And what about what Sherlock Holmes might have called ‘The Case Of The Disappearing Avians’? No need for a detective, though; the real problem was – they’d gone from Edgar Street! Poof! Disappeared! No seagulls, pigeons, crows, starlings or sparrows! Even the odd stray moggy to be seen ran like hell the minute it jumped over the wall. Ooer.`  Normally, our lad hated birds because they pinched newly-sown seed, and crapped on his grass – but none at all? But being an eternal optimist and pragmatist, Ben simply ‘kept calm and carried on’. After all, wasn’t the absence of the ruddy things a bonus?  Yet, there was still an underlying uneasiness about the new pitch with Ben. Glad the job’s nearly done, he thought, shuddering, even though it wasn’t cold..

One week later saw Ben’s pride and joy now grown to a most healthy and lustrous three inches high. Time for the first cut, can’t wait, he thought. Sun-hat, shirt, jacket, gumboots – on! Now for the motor mower, ready for the word of command! Swiftly bringing said vehicle through the big gates, then onto the running-track, he made ready for the culmination of his labours. Down to the desired length went the blades; on went the ignition; off went the brakes; slight flick of the throttle, then……..CRUNCHMANGLEMANGLE!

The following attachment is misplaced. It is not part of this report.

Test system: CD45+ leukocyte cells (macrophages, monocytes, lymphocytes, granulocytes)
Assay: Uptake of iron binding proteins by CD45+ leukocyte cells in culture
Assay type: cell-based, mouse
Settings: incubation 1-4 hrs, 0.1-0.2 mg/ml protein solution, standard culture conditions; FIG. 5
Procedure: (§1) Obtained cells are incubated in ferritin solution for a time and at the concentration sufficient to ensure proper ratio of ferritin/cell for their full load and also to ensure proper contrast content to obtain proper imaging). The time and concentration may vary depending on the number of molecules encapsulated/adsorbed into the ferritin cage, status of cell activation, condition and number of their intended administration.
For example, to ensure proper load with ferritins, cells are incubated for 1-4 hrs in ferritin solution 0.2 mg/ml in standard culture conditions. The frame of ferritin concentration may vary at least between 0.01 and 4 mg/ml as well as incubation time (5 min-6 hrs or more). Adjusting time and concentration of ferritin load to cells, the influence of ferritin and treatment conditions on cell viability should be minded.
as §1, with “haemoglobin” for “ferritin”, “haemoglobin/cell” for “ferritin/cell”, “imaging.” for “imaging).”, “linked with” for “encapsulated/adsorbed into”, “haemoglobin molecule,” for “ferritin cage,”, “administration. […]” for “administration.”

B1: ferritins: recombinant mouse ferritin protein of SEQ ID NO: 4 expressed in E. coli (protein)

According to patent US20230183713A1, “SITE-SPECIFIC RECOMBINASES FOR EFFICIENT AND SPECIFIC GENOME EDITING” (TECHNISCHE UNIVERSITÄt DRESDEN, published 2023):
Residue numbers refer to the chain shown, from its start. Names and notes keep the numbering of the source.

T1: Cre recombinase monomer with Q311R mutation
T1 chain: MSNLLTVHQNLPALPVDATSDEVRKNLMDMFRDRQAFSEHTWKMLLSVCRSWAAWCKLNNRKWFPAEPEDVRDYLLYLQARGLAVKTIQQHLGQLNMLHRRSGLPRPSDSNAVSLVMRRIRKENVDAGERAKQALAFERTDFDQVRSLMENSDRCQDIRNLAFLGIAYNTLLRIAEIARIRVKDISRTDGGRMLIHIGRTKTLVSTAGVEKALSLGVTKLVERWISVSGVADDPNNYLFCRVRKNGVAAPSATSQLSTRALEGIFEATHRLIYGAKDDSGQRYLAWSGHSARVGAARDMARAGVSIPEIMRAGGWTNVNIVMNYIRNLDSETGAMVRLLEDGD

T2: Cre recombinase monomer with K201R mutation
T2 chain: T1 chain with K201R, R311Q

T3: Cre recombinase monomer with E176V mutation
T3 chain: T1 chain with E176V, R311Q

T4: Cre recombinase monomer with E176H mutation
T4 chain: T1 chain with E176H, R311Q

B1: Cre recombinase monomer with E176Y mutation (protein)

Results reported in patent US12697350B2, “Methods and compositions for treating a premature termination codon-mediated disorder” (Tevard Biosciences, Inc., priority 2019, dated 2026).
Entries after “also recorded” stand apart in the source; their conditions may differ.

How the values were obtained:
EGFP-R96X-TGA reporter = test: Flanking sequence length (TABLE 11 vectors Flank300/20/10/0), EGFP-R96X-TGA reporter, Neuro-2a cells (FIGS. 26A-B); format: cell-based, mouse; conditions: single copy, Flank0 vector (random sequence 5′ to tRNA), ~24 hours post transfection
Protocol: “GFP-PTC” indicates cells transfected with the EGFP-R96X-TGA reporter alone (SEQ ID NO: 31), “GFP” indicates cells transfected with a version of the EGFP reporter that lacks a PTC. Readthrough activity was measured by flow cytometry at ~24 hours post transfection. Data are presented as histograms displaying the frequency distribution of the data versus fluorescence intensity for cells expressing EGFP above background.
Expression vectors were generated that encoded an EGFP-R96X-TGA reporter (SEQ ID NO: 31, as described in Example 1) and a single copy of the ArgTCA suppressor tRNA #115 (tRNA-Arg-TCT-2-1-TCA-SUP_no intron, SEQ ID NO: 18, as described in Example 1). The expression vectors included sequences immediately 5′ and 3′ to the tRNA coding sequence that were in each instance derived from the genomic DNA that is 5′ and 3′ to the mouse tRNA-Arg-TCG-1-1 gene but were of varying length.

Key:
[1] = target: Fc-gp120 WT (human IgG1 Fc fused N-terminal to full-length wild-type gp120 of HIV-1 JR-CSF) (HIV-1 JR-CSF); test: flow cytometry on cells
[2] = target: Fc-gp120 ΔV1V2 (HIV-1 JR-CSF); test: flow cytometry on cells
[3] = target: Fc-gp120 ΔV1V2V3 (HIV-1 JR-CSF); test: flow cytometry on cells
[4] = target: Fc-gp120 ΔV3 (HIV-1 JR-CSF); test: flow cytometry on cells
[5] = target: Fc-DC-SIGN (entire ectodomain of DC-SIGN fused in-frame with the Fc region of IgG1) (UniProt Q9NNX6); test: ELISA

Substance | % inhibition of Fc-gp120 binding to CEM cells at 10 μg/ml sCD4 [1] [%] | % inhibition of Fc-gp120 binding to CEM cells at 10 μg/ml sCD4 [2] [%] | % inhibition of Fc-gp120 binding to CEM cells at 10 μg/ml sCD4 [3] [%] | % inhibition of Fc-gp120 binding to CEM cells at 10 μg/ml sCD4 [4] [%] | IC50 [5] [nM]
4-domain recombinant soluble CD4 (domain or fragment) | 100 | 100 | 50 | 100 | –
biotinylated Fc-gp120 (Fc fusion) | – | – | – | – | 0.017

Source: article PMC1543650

‘What the?……..’ Recovering his wits following the unrequited rapid deceleration that followed its somewhat gentler opposite number, the obscenities began to flow, mostly on the lines of ‘what blithering idiot left bricks on the ruddy pitch to wreck my mower with?’ (all expletives deleted). Oh, well – time to jump down and look at the flamin’ damage, then, he thought. Funny to think that the last thing Ben saw before alighting was zillions and zillions of beautiful blades of grass, and all seemingly staring at their daddy in a most menacing manner…..

Fast forward to the bar at Pearl Lake, then. Ben eagerly picked up his pint again.

“OK,” I said, “Your mower got mangled when you tried to mow the pitch. But that doesn’t explain how the hell you got into that state. What happened?”

“What happened? WHAT HAPPENED? As Ben spoke, his already troubled face coloured further, in direct proportion to the pitch of his voice, you might say.

“I’ll tell you what happened!” Ben screamed, rattling the glasses on the shelves almost to shattering-point, “The pitch chuffin’ well BIT ME, that’s what happened!!

By Editor

Lifelong Hereford supporter who has endured the rise and fall of the club through progressive generations. Sports journalist, broadcaster and commentator who will never forget his Edgar Street roots.

Leave a Reply

Your email address will not be published. Required fields are marked *

This site uses Akismet to reduce spam. Learn how your comment data is processed.